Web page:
|Publication number||US7931554 B2|
|Application number||US 11/616,184|
|Publication date||Apr 26, 2011|
|Filing date||Dec 26, 2006|
|Priority date||Dec 26, 2006|
|Also published as||US20080153647, WO2008082944A2, WO2008082944A3|
|Publication number||11616184, 616184, US 7931554 B2, US 7931554B2, US-B2-7931554, US7931554 B2, US7931554B2|
|Inventors||William T. Muma, William H. S. Chen, Yu-Chun Chen|
|Original Assignee||Tri Corp.|
|Export Citation||BiBTeX, EndNote, RefMan|
|Patent Citations (59), Non-Patent Citations (1), Classifications (14), Legal Events (2)|
|External Links: USPTO, USPTO Assignment, Espacenet|
The present invention generally relates to an endless elastomeric belt.
Endless elastomeric belts are used in hay balers, more specifically round hay balers, to compress and roll hay into compact cylindrical bundles. The belt is considered “endless” because it is formed as a continuous loop without a transverse joint. Typically, several of these belts are received around a series of rollers inside the hay baler. The belts are driven along the rollers so that hay introduced into the baler is compressed and rolled by the belts. It is noted that both surfaces of the belts contact the rollers.
Because each belt is formed as continuous loop, conventional belts are typically spliced. Various ways of splicing a belt have been utilized. For example, the belt may be spliced by using a “clipper lace” splice. A clipper lace splice uses a plurality of metal eyelets disposed one opposite ends of the belt and a rod is passed through the eyelets to secure the ends of the belt together and configure the belt into a continuous loop. The clipper lace splice has been shown to fail after a relatively small number of uses because contact between the eyelets and the roller in the bay haler cause the eyelets to thin and the splice eventually breaks. In another example, the belt may be spliced by using a “step” splice. This splice is formed by progressively cutting back plies along the length of the belt at each end of the belt so as to form steps at the ends. The ends are then mated together and held together by adhesive. A belt with a “step” splice has a larger thickness at the splice and usually has a relatively short flex life. The splice typically fails because the plies are cut and secured by adhesive.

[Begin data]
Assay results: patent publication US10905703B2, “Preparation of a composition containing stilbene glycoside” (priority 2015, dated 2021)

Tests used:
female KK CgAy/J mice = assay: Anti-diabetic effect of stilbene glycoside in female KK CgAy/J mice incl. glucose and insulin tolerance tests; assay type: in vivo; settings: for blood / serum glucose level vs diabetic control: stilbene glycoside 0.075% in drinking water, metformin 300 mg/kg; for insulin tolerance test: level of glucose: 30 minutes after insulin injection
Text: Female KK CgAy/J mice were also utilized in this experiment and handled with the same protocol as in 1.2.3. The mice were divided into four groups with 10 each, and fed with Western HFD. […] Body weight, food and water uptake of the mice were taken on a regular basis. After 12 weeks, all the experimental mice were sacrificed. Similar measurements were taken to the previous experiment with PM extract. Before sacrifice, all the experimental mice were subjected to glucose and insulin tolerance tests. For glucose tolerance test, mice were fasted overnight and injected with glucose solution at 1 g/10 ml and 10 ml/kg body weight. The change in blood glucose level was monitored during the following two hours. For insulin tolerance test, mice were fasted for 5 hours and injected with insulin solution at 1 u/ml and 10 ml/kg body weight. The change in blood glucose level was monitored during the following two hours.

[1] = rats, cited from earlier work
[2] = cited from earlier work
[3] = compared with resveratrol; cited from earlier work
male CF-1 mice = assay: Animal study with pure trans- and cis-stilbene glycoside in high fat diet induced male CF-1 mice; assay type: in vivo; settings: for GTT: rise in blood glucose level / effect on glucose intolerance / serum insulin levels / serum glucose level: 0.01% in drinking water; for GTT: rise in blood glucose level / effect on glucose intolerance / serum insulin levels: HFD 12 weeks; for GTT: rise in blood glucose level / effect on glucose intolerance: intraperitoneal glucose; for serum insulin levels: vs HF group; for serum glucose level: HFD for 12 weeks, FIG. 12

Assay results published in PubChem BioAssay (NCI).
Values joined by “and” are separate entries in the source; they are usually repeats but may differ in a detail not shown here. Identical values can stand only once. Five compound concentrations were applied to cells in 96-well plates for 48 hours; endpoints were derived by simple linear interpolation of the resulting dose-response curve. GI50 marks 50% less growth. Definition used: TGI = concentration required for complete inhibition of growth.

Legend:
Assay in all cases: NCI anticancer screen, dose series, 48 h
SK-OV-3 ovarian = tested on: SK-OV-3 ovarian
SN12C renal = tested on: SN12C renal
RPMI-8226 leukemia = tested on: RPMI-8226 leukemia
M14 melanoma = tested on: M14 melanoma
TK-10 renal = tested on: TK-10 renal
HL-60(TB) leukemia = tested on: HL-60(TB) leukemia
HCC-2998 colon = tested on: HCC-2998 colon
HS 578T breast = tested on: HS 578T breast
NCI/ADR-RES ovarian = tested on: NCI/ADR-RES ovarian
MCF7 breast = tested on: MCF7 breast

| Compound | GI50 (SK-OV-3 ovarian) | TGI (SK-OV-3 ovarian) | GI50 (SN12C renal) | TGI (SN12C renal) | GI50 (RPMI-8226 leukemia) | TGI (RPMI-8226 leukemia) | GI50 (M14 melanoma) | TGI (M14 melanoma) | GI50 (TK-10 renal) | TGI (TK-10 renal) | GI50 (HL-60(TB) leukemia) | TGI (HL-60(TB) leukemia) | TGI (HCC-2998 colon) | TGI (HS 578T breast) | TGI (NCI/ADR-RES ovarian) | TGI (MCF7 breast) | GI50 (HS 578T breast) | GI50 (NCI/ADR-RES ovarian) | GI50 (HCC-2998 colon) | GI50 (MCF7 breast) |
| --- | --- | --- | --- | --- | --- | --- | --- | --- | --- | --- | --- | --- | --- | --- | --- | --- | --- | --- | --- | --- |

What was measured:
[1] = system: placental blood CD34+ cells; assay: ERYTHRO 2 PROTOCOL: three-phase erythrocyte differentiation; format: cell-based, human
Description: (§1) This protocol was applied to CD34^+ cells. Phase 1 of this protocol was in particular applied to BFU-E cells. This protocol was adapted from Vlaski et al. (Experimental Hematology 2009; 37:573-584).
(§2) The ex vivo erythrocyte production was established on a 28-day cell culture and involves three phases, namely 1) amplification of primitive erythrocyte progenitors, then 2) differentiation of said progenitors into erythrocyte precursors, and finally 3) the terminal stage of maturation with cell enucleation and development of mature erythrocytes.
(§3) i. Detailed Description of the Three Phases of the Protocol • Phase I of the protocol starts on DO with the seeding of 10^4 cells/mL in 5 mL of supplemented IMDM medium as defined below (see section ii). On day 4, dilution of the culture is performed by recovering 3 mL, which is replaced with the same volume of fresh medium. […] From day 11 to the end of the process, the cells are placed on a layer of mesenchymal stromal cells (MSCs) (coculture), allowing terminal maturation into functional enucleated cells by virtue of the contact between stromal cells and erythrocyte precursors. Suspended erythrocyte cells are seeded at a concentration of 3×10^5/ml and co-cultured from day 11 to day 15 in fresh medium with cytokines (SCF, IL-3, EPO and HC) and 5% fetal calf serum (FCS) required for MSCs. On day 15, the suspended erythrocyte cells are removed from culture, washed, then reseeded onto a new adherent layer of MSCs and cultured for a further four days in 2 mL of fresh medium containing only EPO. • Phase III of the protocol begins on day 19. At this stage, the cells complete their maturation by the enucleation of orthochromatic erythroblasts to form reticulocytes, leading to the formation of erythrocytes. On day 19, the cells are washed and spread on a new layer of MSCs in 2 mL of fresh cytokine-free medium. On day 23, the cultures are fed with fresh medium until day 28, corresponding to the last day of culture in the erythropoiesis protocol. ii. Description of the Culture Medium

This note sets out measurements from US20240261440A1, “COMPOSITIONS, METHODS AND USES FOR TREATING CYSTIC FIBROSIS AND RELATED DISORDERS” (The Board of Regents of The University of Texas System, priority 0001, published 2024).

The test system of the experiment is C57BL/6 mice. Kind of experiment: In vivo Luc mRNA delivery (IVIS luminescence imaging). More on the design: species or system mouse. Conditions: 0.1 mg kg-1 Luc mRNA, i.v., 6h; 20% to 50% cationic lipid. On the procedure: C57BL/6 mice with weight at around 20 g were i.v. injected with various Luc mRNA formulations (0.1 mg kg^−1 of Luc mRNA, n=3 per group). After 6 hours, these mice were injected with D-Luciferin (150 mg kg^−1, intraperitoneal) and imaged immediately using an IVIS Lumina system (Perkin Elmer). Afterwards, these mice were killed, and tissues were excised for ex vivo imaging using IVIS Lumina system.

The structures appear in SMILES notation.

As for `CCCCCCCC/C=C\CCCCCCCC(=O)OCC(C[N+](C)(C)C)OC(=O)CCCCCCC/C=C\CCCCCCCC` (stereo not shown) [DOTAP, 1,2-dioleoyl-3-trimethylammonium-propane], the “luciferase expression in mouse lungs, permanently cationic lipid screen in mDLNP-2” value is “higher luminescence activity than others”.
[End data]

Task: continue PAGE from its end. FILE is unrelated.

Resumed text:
The above-mentioned problems associated with splicing the belts have been alleviated by forming belts as a continuous loop with no splice. However, conventional “spliceless” belts tend to fail because wear around edges of the belt can expose cords of the belt. The location of an end of the cord is such that the cord end can easily be caught by the machining (e.g., a pulley). This can result in rapid failure of the belt.
In one aspect of the present invention, a flexible endless belt having a length defining a direction of travel in use generally comprises a body extending in an endless loop around the length of the belt. The body has a centerline and opposite longitudinal edges. A cord is located generally within the body and extends generally lengthwise of the belt in multiple turns around the body. The cord includes an inner end and an outer end. The inner end is located nearer to the centerline of the body than the outer end. The outer end is located nearer to one of the opposite longitudinal edges of the body. The cord includes a laterally outermost turn. The laterally outermost turn contains the outer end and is located nearest the one longitudinal edge of the body. The outer end of the cord is located in a position which is not substantially laterally outward of other portions of the laterally outermost turn of the cord.
In another aspect, a baler generally comprises a series of rollers driven about generally parallel rotational axes. An endless elastomeric belt is received around the rollers so that the rollers drive the belt in a direction of travel. The elastomeric belt comprises a carcass including an elastomeric matrix having opposite edges defining a width of the matrix and first and second cords embedded in the matrix. The first and second cords are wound generally along the direction of travel. Each cord has a first end generally adjacent to a center of the width of the matrix and a second end generally adjacent to one of the edges of the matrix. Each cord has a laterally outermost turn including the outer end. The laterally outermost turn of each cord extends generally in the direction of the travel of the belt at a primary portion and extends at an angle with respect to the direction of travel at a transition portion. Each of the first ends of the cords leads at least a part of the transition portion of the respective laterally outermost turn with respect to one of the rollers as the belt is driven on the rollers.